The Robinson LibraryTHE ROBINSON LIBRARY
The Robinson Library >> Law >> United States >> Supreme Court
Harlan Fiske StoneHarlan Stone

the only Supreme Court justice to have occupied all nine seniority positions on the bench

Harlan Fiske Stone was born to Frederick Lauson and Ann Sophia Butler Stone on a farm in Chesterfield, New Hampshire, on October 11, 1872. After graduating from Amherst (Massachusetts) High School he went on to Amherst College, from which he graduated Phi Beta Kappa in 1894, and then taught high school chemistry for a year. He went on to earn his Masters degree from Amherst College in 1897, and his law degree from the Columbia Law School in 1898; he passed the New York bar exam in 1899. The same year he passed the bar, he married Agnes Harvey, with whom he had two sons, Marshall and Lauson.

After passing the bar, Stone was hired by a New York City law firm, and subsequently spent the next twenty-five years dividing his time between his practice and a career as a professor of law at Columbia University. He became Dean of the Law School in 1910, and served in that capacity until 1923, when he became head of the litigation department in the prestigious New York City law firm of Sullivan & Cromwell.

Stone's private law career ended in 1924, when President Calvin Coolidge named him Attorney General of the United States, in which capacity he rid the Justice Department of the corruption that had forced Harry M. Dougherty to resign. It was Stone who appointed J. Edgar Hoover to head what became the Federal Bureau of Investigation (FBI), and it was Hoover who in turn made the FBI the nation's pre-eminent police force. During his tenure as Attorney General, Stone also personally argued many of his department's cases in the federal courts, and launched an anti-trust investigation of the Aluminum Company of America, controlled by the family of Andrew Mellon, who was Coolidge's Secretary of the Treasury.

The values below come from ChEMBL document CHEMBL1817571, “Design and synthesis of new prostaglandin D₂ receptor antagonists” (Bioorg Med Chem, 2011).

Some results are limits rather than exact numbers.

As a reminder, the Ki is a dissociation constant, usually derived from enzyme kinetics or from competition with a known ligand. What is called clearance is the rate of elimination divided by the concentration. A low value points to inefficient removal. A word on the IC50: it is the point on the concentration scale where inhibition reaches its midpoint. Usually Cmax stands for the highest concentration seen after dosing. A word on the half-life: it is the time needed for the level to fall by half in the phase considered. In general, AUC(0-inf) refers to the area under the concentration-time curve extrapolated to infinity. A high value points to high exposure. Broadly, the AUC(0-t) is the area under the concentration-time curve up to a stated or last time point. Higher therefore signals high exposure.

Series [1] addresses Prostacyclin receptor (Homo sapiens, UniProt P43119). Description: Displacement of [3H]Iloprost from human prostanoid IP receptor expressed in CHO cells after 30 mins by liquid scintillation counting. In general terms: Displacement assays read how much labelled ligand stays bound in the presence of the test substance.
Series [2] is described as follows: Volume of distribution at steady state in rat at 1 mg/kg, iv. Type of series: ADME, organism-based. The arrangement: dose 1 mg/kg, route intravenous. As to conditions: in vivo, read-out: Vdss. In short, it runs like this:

In 1924, Associate Justice Joseph McKenna resigned from the Supreme Court, and on January 25, 1925 President Coolidge nominated Stone as his replacement. When some Senators raised concerns about Stone's ties to Wall Street (he had focused on corporate law as a private attorney), Stone made the unprecedented offer to answer questions of the Senate Judiciary Committee in person. Stone's answers more than satisfied the Senate, which ultimately confirmed his appointment by a vote of 71 to 6; he was sworn in as Associate Justice of the Supreme Court on March 2, 1925. As Associate Justice, Stone often joined Oliver Wendell Holmes and Louis Brandeis in judgments upholding legislation that regulated industry or attempted to improve working conditions. In the 1930's, he, Brandeis, and Benjamin Cardozo supported most of the New Deal legislation that was struck down by the rest of the Court.

On June 12, 1941, President Franklin Roosevelt nominated Stone to replace retiring Chief Justice Charles Evans Hughes. His appointment was confirmed by the Senate on July 27, and he was sworn in on July 3. As Chief Justice, Stone spoke for the Court in upholding the President's power to try Nazi saboteurs captured on American soil by military tribunals, and wrote the majority opinion upholding the right of the government to deprive Japanese Americans of civil rights during World War II (Hirabayashi v. United States, 1943).

On April 22, 1946, Stone was suddenly taken ill while the Supreme Court was in open session. He died of a cerebral hemorrhage later that same day at his Washington, D.C. home. Stone was the fourth Chief Justice to have previously served as an Associate Justice and the second to have served in both positions consecutively. To date, he is also the only justice to have occupied all nine seniority positions on the bench, having moved from most junior Associate Justice to most senior Associate Justice and then to Chief Justice.

SEE ALSO
New Hampshire
Columbia University
President Calvin Coolidge
Andrew Mellon
President Franklin Roosevelt

Questions or comments about this page?

The Robinson Library >> Law >> United States >> Supreme Court

This page was last updated on April 21, 2017.